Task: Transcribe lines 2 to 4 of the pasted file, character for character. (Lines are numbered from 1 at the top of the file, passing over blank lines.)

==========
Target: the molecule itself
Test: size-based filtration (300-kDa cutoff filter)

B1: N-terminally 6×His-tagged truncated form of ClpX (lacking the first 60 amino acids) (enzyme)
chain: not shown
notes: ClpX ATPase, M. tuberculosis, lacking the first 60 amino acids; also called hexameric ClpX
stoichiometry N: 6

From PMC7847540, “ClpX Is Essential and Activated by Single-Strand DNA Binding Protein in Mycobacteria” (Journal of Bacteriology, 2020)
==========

Test: size-based filtration (300-kDa cutoff filter)

B1: N-terminally 6×His-tagged truncated form of ClpX (lacking the first 60 amino acids) (enzyme)
chain: not shown